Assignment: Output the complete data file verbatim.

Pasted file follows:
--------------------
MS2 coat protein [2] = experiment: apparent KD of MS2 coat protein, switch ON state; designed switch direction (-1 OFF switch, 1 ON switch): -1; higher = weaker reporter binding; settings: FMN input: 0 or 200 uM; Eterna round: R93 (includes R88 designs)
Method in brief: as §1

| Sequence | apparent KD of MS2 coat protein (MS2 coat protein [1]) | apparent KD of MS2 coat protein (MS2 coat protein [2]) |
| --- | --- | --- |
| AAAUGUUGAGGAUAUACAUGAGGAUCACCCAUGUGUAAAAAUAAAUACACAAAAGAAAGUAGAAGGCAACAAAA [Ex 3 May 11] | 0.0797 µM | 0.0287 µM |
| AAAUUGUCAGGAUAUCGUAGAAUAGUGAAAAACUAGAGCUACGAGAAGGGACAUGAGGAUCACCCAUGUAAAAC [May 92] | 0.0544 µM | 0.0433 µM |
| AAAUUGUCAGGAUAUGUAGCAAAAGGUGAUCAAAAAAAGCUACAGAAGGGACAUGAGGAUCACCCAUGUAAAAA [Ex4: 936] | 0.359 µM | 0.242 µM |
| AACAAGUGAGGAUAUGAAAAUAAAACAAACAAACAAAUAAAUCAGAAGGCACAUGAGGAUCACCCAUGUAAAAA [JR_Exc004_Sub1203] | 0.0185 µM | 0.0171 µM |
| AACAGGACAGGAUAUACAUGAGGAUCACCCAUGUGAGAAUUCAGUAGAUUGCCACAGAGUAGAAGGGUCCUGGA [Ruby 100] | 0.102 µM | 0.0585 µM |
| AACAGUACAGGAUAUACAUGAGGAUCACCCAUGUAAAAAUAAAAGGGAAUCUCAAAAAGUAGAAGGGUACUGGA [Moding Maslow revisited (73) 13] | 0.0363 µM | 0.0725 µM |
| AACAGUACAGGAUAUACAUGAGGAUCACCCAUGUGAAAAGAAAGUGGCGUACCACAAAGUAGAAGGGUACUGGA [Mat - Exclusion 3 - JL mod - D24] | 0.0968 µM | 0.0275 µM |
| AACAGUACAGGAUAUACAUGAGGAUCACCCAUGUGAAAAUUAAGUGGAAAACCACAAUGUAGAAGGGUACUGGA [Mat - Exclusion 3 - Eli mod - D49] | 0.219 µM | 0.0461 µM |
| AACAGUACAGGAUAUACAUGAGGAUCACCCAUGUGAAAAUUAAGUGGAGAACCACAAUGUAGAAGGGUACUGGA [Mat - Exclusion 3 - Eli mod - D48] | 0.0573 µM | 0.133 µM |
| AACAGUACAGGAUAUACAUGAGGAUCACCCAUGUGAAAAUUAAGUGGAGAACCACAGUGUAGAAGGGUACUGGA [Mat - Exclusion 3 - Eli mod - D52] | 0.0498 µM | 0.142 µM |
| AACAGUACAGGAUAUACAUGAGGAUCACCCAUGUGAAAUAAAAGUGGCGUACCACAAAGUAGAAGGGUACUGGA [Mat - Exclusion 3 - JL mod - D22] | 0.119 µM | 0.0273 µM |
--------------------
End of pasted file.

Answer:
MS2 coat protein [2] = experiment: apparent KD of MS2 coat protein, switch ON state; designed switch direction (-1 OFF switch, 1 ON switch): -1; higher = weaker reporter binding; settings: FMN input: 0 or 200 uM; Eterna round: R93 (includes R88 designs)
Method in brief: as §1

| Sequence | apparent KD of MS2 coat protein (MS2 coat protein [1]) | apparent KD of MS2 coat protein (MS2 coat protein [2]) |
| --- | --- | --- |
| AAAUGUUGAGGAUAUACAUGAGGAUCACCCAUGUGUAAAAAUAAAUACACAAAAGAAAGUAGAAGGCAACAAAA [Ex 3 May 11] | 0.0797 µM | 0.0287 µM |
| AAAUUGUCAGGAUAUCGUAGAAUAGUGAAAAACUAGAGCUACGAGAAGGGACAUGAGGAUCACCCAUGUAAAAC [May 92] | 0.0544 µM | 0.0433 µM |
| AAAUUGUCAGGAUAUGUAGCAAAAGGUGAUCAAAAAAAGCUACAGAAGGGACAUGAGGAUCACCCAUGUAAAAA [Ex4: 936] | 0.359 µM | 0.242 µM |
| AACAAGUGAGGAUAUGAAAAUAAAACAAACAAACAAAUAAAUCAGAAGGCACAUGAGGAUCACCCAUGUAAAAA [JR_Exc004_Sub1203] | 0.0185 µM | 0.0171 µM |
| AACAGGACAGGAUAUACAUGAGGAUCACCCAUGUGAGAAUUCAGUAGAUUGCCACAGAGUAGAAGGGUCCUGGA [Ruby 100] | 0.102 µM | 0.0585 µM |
| AACAGUACAGGAUAUACAUGAGGAUCACCCAUGUAAAAAUAAAAGGGAAUCUCAAAAAGUAGAAGGGUACUGGA [Moding Maslow revisited (73) 13] | 0.0363 µM | 0.0725 µM |
| AACAGUACAGGAUAUACAUGAGGAUCACCCAUGUGAAAAGAAAGUGGCGUACCACAAAGUAGAAGGGUACUGGA [Mat - Exclusion 3 - JL mod - D24] | 0.0968 µM | 0.0275 µM |
| AACAGUACAGGAUAUACAUGAGGAUCACCCAUGUGAAAAUUAAGUGGAAAACCACAAUGUAGAAGGGUACUGGA [Mat - Exclusion 3 - Eli mod - D49] | 0.219 µM | 0.0461 µM |
| AACAGUACAGGAUAUACAUGAGGAUCACCCAUGUGAAAAUUAAGUGGAGAACCACAAUGUAGAAGGGUACUGGA [Mat - Exclusion 3 - Eli mod - D48] | 0.0573 µM | 0.133 µM |
| AACAGUACAGGAUAUACAUGAGGAUCACCCAUGUGAAAAUUAAGUGGAGAACCACAGUGUAGAAGGGUACUGGA [Mat - Exclusion 3 - Eli mod - D52] | 0.0498 µM | 0.142 µM |
| AACAGUACAGGAUAUACAUGAGGAUCACCCAUGUGAAAUAAAAGUGGCGUACCACAAAGUAGAAGGGUACUGGA [Mat - Exclusion 3 - JL mod - D22] | 0.119 µM | 0.0273 µM |